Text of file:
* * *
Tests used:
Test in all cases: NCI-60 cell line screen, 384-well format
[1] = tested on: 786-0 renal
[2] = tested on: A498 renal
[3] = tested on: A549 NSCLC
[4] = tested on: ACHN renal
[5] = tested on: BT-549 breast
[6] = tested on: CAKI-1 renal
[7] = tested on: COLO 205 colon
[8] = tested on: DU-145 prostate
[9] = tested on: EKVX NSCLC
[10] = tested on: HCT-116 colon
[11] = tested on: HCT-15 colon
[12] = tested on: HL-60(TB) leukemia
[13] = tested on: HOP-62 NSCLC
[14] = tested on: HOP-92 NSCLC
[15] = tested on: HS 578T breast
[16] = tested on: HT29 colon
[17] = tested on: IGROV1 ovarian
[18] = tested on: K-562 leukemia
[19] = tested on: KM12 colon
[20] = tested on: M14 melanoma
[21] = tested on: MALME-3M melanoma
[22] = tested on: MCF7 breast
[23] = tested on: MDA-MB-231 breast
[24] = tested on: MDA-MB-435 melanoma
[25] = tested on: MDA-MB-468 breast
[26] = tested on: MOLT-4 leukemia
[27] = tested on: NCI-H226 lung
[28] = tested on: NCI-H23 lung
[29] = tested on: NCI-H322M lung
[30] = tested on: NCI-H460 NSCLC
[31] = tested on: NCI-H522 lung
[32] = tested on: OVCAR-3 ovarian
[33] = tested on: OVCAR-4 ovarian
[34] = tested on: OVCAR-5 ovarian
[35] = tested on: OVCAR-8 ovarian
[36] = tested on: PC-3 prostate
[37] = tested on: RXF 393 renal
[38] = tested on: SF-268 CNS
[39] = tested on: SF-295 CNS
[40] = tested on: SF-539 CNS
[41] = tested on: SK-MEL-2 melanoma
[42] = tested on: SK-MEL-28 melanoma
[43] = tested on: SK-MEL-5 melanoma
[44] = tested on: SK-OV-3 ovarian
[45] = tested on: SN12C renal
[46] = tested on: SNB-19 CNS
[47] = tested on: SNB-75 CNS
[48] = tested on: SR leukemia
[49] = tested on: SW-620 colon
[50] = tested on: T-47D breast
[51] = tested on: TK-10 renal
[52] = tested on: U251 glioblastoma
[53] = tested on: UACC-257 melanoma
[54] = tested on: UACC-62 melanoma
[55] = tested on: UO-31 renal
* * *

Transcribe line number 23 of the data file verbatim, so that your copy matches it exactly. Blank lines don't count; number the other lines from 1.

[21] = tested on: MALME-3M melanoma